Trump's Treasury Secretary refuses to comment on whether Trump's middle class tax cut 'is a real thing'

Trump's Treasury Secretary refuses to comment on whether Trump's middle class tax cut 'is a real thing'

During the midterms, President Donald Trump stunned some political commentators with off-the-cuff promises that a middle class tax cut "of about 10 percent" was on its way. But this talk died down pretty quickly after the election was over.

Now, according to Bloomberg News, Treasury Secretary Steve Mnuchin completely refused to discuss the matter while talking about his priority of fixing the 2017 GOP tax cut bill going into the next year:

Mnuchin said he’s hoping to work with Congress on “some minor technical corrections” to the law, such as a drafting error that denies retailers and restaurants a tax break when they make renovations. He downplayed the prospect of the middle-class tax cut that Trump campaigned on in the days leading up to the midterm elections.

“I’m not going to comment on whether it is a real thing or not a real thing,” Mnuchin said in a roundtable interview Tuesday at Bloomberg’s Washington office. “I’m saying for the moment we have other things we’re focused on.”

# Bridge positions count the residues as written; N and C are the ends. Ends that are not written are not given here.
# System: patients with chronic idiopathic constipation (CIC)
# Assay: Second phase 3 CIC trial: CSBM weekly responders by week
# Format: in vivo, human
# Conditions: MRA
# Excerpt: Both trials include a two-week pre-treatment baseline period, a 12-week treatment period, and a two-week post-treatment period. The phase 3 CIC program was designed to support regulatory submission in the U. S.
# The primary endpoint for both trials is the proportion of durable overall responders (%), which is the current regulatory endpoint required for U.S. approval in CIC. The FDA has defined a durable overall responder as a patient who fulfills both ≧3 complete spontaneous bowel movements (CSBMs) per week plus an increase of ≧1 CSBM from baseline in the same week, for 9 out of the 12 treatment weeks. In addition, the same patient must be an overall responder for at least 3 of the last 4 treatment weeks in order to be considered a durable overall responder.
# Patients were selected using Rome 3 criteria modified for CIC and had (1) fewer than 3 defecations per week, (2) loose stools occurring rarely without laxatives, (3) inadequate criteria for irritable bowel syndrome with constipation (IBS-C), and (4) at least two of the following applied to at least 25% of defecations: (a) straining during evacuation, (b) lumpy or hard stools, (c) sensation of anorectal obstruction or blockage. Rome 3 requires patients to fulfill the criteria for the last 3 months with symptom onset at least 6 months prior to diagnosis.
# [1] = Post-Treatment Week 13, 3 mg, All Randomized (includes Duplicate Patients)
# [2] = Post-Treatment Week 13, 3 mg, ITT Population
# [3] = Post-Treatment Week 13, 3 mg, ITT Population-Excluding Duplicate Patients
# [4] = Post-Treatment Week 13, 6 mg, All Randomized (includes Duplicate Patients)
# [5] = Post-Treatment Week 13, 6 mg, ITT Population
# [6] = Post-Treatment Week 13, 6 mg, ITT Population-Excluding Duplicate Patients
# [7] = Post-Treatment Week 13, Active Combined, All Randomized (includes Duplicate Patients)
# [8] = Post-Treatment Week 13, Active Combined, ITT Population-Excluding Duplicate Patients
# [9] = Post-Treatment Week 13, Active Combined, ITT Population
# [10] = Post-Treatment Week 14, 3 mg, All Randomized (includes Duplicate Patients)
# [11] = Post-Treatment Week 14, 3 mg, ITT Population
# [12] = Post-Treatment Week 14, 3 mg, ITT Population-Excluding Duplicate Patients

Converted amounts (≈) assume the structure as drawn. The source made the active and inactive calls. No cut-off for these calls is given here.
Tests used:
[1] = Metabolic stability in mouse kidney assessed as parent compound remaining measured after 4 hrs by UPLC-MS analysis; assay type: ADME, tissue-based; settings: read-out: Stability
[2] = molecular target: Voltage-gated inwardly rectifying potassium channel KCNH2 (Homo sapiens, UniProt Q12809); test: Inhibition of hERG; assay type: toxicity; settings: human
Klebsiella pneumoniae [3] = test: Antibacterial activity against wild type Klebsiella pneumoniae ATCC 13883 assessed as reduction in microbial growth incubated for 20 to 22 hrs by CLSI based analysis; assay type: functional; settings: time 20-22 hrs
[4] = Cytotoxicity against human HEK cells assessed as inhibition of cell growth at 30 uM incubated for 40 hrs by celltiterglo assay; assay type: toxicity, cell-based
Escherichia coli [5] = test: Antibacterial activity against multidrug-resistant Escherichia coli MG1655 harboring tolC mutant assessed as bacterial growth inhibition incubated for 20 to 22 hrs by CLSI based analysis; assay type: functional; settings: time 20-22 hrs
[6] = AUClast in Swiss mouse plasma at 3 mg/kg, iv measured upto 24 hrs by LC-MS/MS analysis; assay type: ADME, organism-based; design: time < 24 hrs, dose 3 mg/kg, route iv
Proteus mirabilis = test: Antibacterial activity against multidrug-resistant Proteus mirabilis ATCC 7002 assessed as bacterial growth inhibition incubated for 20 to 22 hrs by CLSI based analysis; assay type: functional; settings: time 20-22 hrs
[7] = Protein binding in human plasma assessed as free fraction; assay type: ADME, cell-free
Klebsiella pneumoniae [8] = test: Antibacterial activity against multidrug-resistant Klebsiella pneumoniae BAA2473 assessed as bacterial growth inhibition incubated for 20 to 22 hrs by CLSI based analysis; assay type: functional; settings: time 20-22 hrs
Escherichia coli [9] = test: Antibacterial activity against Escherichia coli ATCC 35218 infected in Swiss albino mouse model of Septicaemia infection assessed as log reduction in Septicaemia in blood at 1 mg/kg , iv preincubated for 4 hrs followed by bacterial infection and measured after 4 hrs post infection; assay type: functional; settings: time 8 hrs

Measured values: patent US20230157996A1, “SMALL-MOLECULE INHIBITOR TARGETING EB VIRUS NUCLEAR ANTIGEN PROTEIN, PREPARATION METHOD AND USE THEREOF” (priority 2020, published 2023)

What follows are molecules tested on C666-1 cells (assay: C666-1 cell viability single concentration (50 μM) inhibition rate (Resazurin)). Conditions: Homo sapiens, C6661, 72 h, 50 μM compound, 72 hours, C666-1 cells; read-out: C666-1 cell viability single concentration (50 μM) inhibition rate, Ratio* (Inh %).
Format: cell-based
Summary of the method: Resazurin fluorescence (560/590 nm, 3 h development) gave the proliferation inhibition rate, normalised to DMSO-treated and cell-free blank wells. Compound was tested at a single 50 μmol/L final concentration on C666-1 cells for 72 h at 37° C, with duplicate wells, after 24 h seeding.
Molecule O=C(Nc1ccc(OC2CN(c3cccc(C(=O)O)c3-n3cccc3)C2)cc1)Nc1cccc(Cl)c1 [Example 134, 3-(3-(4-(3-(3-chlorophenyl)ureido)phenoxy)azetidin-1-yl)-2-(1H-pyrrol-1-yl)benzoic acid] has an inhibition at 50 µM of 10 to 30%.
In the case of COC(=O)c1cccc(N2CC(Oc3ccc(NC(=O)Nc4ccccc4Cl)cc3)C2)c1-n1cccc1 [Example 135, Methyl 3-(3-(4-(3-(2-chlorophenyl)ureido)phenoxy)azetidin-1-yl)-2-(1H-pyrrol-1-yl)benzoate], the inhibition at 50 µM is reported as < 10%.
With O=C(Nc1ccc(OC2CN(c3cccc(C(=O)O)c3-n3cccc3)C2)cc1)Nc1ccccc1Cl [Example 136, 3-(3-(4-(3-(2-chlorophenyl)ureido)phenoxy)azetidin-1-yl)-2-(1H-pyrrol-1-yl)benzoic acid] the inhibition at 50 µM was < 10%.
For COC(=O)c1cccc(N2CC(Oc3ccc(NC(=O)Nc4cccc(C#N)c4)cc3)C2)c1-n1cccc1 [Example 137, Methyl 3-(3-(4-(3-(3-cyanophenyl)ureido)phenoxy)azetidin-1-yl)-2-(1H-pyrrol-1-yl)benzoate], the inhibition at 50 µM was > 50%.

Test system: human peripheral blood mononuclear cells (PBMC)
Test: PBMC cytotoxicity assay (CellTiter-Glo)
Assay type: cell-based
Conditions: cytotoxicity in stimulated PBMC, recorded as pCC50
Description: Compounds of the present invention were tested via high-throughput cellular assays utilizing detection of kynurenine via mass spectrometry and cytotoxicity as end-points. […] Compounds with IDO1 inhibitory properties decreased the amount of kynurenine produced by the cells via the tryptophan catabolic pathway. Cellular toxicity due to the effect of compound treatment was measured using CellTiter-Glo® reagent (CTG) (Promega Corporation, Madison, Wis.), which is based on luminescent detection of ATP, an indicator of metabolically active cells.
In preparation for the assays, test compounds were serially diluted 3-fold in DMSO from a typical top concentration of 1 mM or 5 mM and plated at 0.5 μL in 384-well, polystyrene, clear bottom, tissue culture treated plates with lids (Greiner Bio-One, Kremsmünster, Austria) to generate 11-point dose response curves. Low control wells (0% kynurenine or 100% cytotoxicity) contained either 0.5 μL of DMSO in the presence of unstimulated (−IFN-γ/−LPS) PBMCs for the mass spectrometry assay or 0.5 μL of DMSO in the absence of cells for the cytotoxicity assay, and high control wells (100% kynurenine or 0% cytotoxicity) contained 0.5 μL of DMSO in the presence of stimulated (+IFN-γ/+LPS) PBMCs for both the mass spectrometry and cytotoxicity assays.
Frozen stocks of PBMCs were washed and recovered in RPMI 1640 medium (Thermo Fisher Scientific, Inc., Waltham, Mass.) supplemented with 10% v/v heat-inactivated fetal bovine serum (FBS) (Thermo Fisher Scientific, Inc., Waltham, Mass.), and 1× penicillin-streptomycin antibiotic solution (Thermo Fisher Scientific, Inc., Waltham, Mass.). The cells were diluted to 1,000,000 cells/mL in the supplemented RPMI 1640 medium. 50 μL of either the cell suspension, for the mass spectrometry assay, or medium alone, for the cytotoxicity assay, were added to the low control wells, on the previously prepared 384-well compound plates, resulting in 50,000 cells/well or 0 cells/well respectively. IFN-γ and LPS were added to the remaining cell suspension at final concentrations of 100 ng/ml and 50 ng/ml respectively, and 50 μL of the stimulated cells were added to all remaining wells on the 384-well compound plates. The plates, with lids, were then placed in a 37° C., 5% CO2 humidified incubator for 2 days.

Mnuchin's answer essentially confirmed what many people had expected: the middle class tax cut was not, in fact, a real thing, but just a bunch of empty words Trump threw around in the hope it would help his party keep the House.

Nonetheless, Mnuchin's actual hope of fixing the real tax cut bill is a fool's errand. The law, in addition to being riddled with mistakes, is wildly unpopular, and its main accomplishment is an explosion of stock buybacks that is now outpacing normal business spending, while the middle class who were promised they would get the meat and potatoes were left to dry as 83 percent of the cuts went to the top 1 percent of earners.

The public is by now depressingly used to Trump making up outlandish lies and abandoning them the next day. But the truly craven nature of this last-ditch attempt to manipulate the electorate should not pass unremarked on.

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